What about Jaffa/Joppa, which is also so significant in Acts? Roman forces “took the city with ease; and as the inhabitants had made no provision beforehand for a flight, nor had gotten any thing ready for fighting, the soldiers fell upon them, and slew them all, with their families, and then plundered and burnt the city. The number of the slain was eight thousand four hundred.” We don’t have to credit the specific numbers to believe that horrific massacres occurred, probably with few survivors. The Nazi-era phrase for the resulting situation was “Jew-free.”
After striking the Jews, the Gentiles targeted the Judaizers, tous Ioudaizontas, an intriguing word. It might refer to Gentiles sympathetic toward Judaism who had not undergone full conversion, but it might also include Gentiles attracted to the rising Jesus movement, which at the time was viewed as a Jewish sect. This was neither the time nor the place for people who straddled the religious and political boundary and wanted no part in the reciprocal mass murder. Reportedly, the early Christian church of Jerusalem responded to the crisis by relocating across the Jordan, to the Dekapolis city of Pella. Assuming this happened, could those refugees have carried their archives with them, including letters from Paul? Surely not. But also remember, Pella is not mentioned by the Book of Acts, and therefore “Theophilos” would not have been looking there. If you don’t look, you won’t find.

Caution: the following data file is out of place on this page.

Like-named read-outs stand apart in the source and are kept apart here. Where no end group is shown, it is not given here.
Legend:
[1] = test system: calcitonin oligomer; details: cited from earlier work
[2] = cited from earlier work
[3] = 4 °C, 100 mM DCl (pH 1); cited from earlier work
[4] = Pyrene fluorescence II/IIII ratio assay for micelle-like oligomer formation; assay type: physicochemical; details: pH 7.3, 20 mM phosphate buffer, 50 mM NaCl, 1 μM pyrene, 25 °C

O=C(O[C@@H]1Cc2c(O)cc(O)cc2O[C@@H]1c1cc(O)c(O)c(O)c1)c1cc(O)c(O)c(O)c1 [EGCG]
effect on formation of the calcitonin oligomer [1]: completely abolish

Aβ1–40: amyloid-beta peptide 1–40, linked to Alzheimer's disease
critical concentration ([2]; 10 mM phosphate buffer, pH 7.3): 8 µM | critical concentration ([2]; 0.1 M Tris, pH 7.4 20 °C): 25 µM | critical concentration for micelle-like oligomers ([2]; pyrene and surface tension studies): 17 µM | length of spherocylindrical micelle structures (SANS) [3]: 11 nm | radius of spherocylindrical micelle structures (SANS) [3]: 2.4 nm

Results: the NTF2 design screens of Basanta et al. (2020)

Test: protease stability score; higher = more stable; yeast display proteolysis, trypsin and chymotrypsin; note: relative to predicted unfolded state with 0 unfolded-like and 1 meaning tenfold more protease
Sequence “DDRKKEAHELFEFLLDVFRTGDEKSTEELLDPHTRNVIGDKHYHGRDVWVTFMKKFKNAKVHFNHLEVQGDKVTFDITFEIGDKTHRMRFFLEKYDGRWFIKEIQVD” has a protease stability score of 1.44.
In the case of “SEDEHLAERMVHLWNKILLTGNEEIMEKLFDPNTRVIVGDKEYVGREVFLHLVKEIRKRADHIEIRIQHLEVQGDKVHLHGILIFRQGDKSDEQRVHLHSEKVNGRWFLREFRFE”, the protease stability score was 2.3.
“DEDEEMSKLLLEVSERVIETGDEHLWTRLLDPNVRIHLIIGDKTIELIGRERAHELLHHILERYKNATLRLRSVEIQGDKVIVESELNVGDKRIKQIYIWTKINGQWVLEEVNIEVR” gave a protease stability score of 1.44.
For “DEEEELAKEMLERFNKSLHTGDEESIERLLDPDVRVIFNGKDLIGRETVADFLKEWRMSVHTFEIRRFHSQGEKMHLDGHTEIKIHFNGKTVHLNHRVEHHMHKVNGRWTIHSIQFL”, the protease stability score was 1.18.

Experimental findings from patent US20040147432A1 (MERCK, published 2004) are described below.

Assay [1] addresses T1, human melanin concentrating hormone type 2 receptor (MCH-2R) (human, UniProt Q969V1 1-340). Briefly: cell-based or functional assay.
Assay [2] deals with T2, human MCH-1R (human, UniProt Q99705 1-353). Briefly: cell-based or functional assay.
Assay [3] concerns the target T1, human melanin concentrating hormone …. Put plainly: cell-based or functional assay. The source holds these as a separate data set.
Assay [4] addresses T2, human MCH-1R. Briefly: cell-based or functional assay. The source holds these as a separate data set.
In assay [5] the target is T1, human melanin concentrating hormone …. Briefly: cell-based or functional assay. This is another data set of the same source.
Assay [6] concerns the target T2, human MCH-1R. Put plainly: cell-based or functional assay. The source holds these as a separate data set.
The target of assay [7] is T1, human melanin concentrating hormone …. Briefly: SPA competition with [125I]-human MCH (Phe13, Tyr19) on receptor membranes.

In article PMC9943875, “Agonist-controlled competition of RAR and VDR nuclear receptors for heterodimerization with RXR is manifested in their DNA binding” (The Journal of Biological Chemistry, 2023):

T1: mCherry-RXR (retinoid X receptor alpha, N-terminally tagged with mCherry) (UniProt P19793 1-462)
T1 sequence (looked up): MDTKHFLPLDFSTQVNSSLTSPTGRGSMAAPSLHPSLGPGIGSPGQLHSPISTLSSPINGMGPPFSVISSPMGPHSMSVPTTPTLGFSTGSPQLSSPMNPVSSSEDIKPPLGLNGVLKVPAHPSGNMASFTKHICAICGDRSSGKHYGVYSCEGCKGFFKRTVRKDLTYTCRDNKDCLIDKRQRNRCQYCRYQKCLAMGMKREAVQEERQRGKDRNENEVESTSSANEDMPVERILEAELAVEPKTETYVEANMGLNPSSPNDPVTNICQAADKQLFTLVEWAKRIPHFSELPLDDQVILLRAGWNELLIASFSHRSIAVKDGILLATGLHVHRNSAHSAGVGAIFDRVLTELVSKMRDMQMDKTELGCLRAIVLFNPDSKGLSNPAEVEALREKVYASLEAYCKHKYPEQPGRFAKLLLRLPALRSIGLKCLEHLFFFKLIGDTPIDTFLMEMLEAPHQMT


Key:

The apocalyptic violence culminated with the destruction of the city of Jerusalem itself in 70, a historic turning point for both Judaism and Christianity. The destruction was near-total. We often recognize that event as a vital dividing line in the history of early Christianity, but scarcely less significant was the annihilation of so many other Levantine centers and towns associated with Jesus himself, and the apostles. What memories were irrevocably lost during those pogroms? That sweeping loss of communal memory and oral tradition was almost certainly what inspired the compilation of the first written gospel attributed to Mark, no later than the mid-70s.
We now think back to those hypothetical Pauline letters. Quite possibly, by 65AD, the Jesus Movement Communal Library of Caesarea had so many letters of Paul that it was in the process of fund-raising for a new Paul Wing. All were lost in the subsequent pogrom. Theophilos or the anonymous “searchers” could have been the world’s most diligent scholars, but they could not hope to find letters that had been cremated a generation before. By the 90s, the searchers might well have been unable to find an active Jewish or Jewish-Christian community with which to correspond. And that is why we do not have Paul’s letters to the Jerusalemites, or the Caesareans, or the Tyrians, or the Joppans, or many other congregations. Nor will we ever know what those texts might have contained, or how far they departed in theme or substance from the canonical epistles.
That is why our memories of Paul take the shape they do, and why most n0n-specialists have such a distorted sense of the geography of the Jesus movement in the first century.